Dr. Thakur has published several books and more than sixty-five research papers including History of Mithila; History of Suicide in India; Studies in Jainism and Buddhism in Mithila; The Hunas in India; Mints and Minting in India; Some Aspects of Ancient Indian History and Culture; Homicide in India; Corruption in Ancient India; The Heritage of India (L. N. Mishra Com. Vol: edited) India and Laos (edited) and On Kartikeya, besides two books in Hindi and one in Maithili.

Dr. Thakur is also associated with many learned bodies in India and abroad. He is Chief Editor of the Journal of the Bihar Research Society and also Vice-Chairman of the Bihar Research Society, Patna; General-Secretary of the Numismatic Society of India; President of Section IV (Countries other than India) of the Indian History Congress for the year 1978 and Member, Explorers Club, New York, since 1979. He also worked as Panel Chairman of the Seminars organized on the occasion of the Third, Fourth, Fifth and Sixth International Buddhist Conferences sponsored by the International Buddhist Brotherhood Association Tokyo-Bodhgaya, in 1977, 1978, 1979 and 1980 respectively. He also chaired a Panel in the International Conference of the Historians of Asia held in Kuala Lumpur (Malaysia) in 1980. He was awarded the Akbar Silver Medal for 1979 by the Numismatic Society of India for his outstanding contributions to numismatic studies.

Preface

The following pages are intended to throw light on some of the obscure problems connected with the origin and development of Madhubani painting and the various folk-arts of Mithila. Madhubani painting while aspiring towards the high ideals of life covered a larger field. Apart from its delineation of religious ideas, it reflects the beliefs and customs of the common people, thus producing an artistic folklore of unusual interest. As in the case of Rajput painting, its chief aim was to present the innumerably graphic aspects of religion to the people, literally for household use. This resulted in a miniature Mithila school, what is now popularly known as Madhubani painting, which is an outstanding feature of the pictorial art of India. Although this volume cannot be regarded as an exhaustive study, nonetheless it presents for the first time an interesting outline which researchers in the field can make use of with great profit.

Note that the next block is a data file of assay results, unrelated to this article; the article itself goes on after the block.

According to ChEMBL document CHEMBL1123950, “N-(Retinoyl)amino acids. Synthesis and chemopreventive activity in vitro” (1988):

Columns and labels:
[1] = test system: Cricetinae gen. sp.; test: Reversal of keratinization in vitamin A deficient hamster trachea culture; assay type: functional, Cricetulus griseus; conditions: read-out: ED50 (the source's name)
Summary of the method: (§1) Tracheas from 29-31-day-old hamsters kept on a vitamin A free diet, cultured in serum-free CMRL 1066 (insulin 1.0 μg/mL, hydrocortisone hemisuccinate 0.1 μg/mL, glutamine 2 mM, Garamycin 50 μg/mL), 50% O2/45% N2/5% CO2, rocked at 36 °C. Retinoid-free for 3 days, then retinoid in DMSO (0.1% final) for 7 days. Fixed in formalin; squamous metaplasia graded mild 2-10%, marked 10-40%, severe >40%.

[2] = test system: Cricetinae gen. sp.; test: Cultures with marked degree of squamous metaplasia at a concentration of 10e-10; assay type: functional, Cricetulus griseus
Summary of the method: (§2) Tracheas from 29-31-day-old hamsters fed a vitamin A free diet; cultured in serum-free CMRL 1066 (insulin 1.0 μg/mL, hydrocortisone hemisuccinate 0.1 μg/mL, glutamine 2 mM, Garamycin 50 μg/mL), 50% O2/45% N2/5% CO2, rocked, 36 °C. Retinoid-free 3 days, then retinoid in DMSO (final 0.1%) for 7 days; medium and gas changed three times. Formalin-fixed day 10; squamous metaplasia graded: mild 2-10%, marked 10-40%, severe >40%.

In the preparation of this volume, I have received valuable help and suggestions from Dr. B.N. Sharma, Keeper, National Museum, New Delhi. It is a matter of deep sorrow for me’ that Dr. B.N. Sharma could not see the publication of this work due to his sudden, untimely death in February 1981. I have lost in him a very sincere and valued friend and adviser, and words are too poor to express my gratitude to that great soul the like of whom I shall perhaps never see again.

Dr. Md. Aquique (my former student and now colleague in the Department) and Dr. Vijay Kumar Thakur, Patna University deserve my thanks for extending unstinted cooperation in the course of the writing of this monograph. My sincere thanks are due to Dr. S.K. Maity, late Sri Upendra Maharathi, the famous artist, Prof. Radha Krishna Choudhary and his wife Smt. Shanti Devi, Dr. Yugal Kishore Mishra (my former student and now colleague), Sri Ram Swarup Singh, my student and U.G.C. Junior Research Fellow in the Department (for preparing Index), and Sri Awadh Kishore Singh (my student) and Dr. Kamalesh Datta Pandey of Ghaziabad College, Ghaziabad, for having supplied and prepared some of the valuable drawings and photographs, both in colour and black-and-white. I have to acknowledge my debt to my wife, Smt. Rama Thakur, who has helped me in the collection of the aripana photographs which constitute the forte of Maithila women. Finally, I must thank Sri Shakti Malik, Proprietor, Abhinav Publications, New Delhi, who has as usual extended unfailing cooperation in publishing this volume.

 

 

CONTENTS

 

  PREFACE

 

xi
  TRANSLITERATION TABLE

 

xii
  ABBREVIATIONS

 

xv
  INTRODUCTION

 

1
1. THE LAND

 

9
2. THE MITHILA SCHOOL 25
  I. Origin and Development 27
  II. Aripana or Floor-drawings

 

36
3. MADHUBANI PAINTING 51
  I. Introduction 53
  II. Wall-Paintings or Murals 68
  III. Subject-matter

 

68
4. ALLIED ARTS 83
  I. Terracotta Figurines 87
  II. Aristic Utility Articles 91
  III. Other Articles

 

108
5. CONCLUSION

 

117
  APPENDIX - Mica Paintings

 

125
  BIBLIOGRAPHY

 

139
  LIST OF ILLUSTRATIONS

 

145
  INDEX

 

151

 

Sample Pages